The mom of three children on the autism spectrum (whom Thierry affectionately calls the "bagel lady") responds to friends who ask her to take a morning off. "Yes, in another life, I'd love to come out for a bagel. But right now, I have to write down what he is doing so we can go home and work on that, and then I have to take the other two to therapy, so no, I can't go for a bagel."

The majority of the harsh criticism surrounding the film is directed at Alison Tepper Singer, a mom featured in the film and a staff member of Autism Speaks. About midway through the film, Singer discusses her reaction to inadequate classrooms. "I remember that was a scary moment for me when I realized I had sat in the car for about 15 minutes and actually contemplated putting Jody in the car and driving off the George Washington Bridge. That would be preferable to having to put her in one of these schools." It was only because of her other child, she said, that she didn't do it.

Both autistic and typical families have reacted with outrage and disgust to Singer's statement -- calling for her children to be removed from her custody and even drawing a connection between her and Karen McCarron. Thierry responds by calling Singer "gutsy and courageous." She was expecting a call from Singer asking that the footage not be used. But that call never came. "You don't say stuff like that -- camera rolling -- unless you are truly ready to play ball with the entire world," Thierry says.

If most mothers of autistic children, Thierry responds, look hard enough within themselves they will find that they have played out a similar scenario in their minds. "If this is not your reality, then God bless you," she says.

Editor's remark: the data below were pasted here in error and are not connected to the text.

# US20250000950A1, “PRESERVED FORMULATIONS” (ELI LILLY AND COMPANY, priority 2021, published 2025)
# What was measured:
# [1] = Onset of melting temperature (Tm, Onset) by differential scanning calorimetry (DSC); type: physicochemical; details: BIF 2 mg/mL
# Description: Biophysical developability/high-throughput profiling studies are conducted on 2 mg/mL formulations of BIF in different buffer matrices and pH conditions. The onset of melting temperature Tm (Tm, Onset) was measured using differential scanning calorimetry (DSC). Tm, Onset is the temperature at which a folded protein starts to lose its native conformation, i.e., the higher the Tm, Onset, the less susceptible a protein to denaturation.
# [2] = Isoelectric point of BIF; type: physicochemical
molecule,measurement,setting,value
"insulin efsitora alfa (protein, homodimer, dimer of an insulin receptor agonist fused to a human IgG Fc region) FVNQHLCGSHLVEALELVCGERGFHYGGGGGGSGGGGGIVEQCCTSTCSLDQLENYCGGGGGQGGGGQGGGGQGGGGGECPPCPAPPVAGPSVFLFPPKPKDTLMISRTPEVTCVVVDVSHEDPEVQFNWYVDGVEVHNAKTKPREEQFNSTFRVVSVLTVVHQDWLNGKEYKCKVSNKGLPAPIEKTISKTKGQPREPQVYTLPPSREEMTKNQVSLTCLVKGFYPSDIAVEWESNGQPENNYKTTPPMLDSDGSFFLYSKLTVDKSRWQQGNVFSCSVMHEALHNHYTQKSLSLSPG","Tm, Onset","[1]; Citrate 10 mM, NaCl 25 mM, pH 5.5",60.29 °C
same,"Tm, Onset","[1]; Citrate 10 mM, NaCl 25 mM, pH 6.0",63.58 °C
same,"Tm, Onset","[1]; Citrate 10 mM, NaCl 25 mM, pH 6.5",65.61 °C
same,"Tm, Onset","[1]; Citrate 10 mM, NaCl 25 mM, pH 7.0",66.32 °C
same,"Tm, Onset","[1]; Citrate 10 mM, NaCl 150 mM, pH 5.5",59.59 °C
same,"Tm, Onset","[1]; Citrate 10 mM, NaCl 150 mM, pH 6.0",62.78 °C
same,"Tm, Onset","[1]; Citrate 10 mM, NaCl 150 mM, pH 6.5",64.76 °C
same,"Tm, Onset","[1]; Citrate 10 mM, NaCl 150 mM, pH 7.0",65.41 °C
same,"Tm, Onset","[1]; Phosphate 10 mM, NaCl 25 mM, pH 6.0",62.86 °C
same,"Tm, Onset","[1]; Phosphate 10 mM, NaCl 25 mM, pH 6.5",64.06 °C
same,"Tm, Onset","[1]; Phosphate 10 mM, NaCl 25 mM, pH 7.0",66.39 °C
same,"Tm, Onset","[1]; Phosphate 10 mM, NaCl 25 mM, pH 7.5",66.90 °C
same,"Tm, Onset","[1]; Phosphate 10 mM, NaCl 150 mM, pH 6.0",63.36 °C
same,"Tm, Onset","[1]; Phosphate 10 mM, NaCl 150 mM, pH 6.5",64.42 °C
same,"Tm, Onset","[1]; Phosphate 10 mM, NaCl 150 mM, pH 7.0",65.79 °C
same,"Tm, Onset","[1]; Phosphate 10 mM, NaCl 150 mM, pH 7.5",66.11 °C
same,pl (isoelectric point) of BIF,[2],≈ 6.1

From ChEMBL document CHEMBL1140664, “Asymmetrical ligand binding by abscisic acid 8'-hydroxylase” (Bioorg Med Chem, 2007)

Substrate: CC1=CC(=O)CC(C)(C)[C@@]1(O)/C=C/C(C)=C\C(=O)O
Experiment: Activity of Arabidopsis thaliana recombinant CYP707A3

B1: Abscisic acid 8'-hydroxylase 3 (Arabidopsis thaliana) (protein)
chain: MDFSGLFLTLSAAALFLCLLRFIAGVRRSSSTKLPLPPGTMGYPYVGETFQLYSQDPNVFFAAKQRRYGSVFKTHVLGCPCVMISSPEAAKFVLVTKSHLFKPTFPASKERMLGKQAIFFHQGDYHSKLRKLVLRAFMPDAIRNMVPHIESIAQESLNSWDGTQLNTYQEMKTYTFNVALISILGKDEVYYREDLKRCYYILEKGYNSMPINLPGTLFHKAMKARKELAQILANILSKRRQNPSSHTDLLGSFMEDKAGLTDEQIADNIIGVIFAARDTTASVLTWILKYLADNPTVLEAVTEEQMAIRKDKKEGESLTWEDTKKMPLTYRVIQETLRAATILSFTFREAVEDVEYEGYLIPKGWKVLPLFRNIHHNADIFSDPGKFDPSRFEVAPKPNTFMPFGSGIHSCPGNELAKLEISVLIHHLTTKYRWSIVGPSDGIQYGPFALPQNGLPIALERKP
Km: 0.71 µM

The film has also been criticized as being driven by a philanthropist agenda. Autism Speaks was founded by Bob and Suzanne Wright; Bob is the chairman and CEO of NBC Universal and the chairman and executive officer of General Electric. But the Wrights are also grandparents of an autistic child. When they approached Thierry to make the film, she didn't know what to expect. But, she says, they didn't make any demands -- even when she interviewed their daughter -- except that she reveal the truth.

"They never looked over my shoulder; they never asked for a progress report. Like any other family with an autistic child, they were probably too caught up in Christian's world to worry much about the film they had commissioned a few months back. And when they saw it for the first time, a few days before the event, all they did was cry. They never touched one single frame of it. Not one," Thierry noted.

Many people I spoke with said that it is only a matter of time before every American will know someone diagnosed on the autism spectrum. In the meantime, parents still find that the world hears autism and sees an image of an abandoned child rocking uncontrollably in the corner. Mike O'Farrell says that when his daughter is slow to respond, he does not tell people that she is autistic -- he says that she has speech delays -- because he's found that most people recoil or just don't get it. And Adriana Squarzon recounts a painful story of being kicked out of a doctor's office when the doctor couldn't handle her son's resistance to getting a shot.

Irma Velasquez, founder of the Wings Learning Center a nonpublic autistic school in San Mateo, Calif., recently launched an awareness program aimed at children -- perhaps the outreach tool with the biggest payoff. Velasquez and her staff go into typical schools and educate nonautistic kids about the disorder. Then they invite the kids to come to Wings and interact with their students. Velasquez says that so many kids want to come that they can't even accommodate them all.

"We want children to hear and understand what autism means. And, for them to imagine what it feels like to be autistic," she says. "Maybe then they'll be less judgmental when they see people on the street behaving a certain way."

A mom featured in "Autism Every Day" felt similarly.

"I would like people to second guess themselves when they look at me and think: (a) I can't control my child or (b) I'm abusing him because he's screaming. Have a little bit more compassion and show that to your child as well."
Jennifer Liss is a contributing writer of WireTap Magazine living in San Francisco.